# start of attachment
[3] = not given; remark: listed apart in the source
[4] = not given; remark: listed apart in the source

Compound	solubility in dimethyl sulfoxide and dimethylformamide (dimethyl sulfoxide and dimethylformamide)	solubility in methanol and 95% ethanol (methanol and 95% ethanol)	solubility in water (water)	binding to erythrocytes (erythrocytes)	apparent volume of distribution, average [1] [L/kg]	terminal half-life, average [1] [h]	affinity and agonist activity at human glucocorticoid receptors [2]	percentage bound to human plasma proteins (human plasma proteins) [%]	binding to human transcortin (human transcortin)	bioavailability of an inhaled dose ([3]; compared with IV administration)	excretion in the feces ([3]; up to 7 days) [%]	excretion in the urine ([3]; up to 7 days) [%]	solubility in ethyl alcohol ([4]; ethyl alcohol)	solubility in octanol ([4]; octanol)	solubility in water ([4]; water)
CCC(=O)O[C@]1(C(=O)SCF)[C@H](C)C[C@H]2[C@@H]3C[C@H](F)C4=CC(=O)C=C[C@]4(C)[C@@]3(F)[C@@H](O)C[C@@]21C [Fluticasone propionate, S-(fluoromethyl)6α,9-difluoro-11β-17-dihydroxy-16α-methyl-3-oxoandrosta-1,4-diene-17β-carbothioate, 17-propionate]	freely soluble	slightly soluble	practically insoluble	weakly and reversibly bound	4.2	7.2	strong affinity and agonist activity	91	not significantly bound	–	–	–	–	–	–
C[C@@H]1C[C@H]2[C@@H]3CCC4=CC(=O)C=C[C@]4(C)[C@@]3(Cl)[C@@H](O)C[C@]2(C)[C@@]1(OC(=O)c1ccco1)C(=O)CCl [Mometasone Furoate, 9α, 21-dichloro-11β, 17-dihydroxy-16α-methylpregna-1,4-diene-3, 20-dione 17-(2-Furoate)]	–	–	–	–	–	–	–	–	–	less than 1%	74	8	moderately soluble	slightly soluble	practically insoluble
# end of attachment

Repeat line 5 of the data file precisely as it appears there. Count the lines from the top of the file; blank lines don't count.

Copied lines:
C[C@@H]1C[C@H]2[C@@H]3CCC4=CC(=O)C=C[C@]4(C)[C@@]3(Cl)[C@@H](O)C[C@]2(C)[C@@]1(OC(=O)c1ccco1)C(=O)CCl [Mometasone Furoate, 9α, 21-dichloro-11β, 17-dihydroxy-16α-methylpregna-1,4-diene-3, 20-dione 17-(2-Furoate)]	–	–	–	–	–	–	–	–	–	less than 1%	74	8	moderately soluble	slightly soluble	practically insoluble